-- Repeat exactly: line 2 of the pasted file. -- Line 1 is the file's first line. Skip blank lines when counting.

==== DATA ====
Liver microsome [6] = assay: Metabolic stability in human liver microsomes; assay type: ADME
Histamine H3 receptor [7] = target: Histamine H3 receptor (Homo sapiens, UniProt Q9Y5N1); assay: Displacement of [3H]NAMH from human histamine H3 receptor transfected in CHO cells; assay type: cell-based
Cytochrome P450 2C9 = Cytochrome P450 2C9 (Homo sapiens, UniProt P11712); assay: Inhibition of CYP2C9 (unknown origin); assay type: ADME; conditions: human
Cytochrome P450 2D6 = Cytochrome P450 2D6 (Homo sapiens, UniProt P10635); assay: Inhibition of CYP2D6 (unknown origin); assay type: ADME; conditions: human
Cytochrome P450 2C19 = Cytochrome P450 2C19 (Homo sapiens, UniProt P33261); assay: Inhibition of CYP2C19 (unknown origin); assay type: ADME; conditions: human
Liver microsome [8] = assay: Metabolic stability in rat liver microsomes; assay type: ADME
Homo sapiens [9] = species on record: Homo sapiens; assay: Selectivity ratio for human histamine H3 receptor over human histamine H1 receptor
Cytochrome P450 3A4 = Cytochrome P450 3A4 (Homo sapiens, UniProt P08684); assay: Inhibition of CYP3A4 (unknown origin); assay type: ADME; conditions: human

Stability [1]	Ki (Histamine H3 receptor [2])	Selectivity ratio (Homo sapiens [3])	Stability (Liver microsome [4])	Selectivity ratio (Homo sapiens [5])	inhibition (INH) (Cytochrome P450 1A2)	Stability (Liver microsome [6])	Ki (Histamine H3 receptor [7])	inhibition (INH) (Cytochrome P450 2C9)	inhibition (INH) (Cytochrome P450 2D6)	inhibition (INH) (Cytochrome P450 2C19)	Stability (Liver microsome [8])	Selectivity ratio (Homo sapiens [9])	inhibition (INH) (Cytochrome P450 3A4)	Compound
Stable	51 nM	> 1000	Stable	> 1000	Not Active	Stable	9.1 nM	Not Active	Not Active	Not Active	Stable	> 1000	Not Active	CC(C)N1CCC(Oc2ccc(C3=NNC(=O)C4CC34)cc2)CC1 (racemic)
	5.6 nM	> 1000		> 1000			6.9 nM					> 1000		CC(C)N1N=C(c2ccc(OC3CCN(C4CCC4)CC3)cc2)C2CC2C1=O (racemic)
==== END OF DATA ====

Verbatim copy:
Histamine H3 receptor [7] = target: Histamine H3 receptor (Homo sapiens, UniProt Q9Y5N1); assay: Displacement of [3H]NAMH from human histamine H3 receptor transfected in CHO cells; assay type: cell-based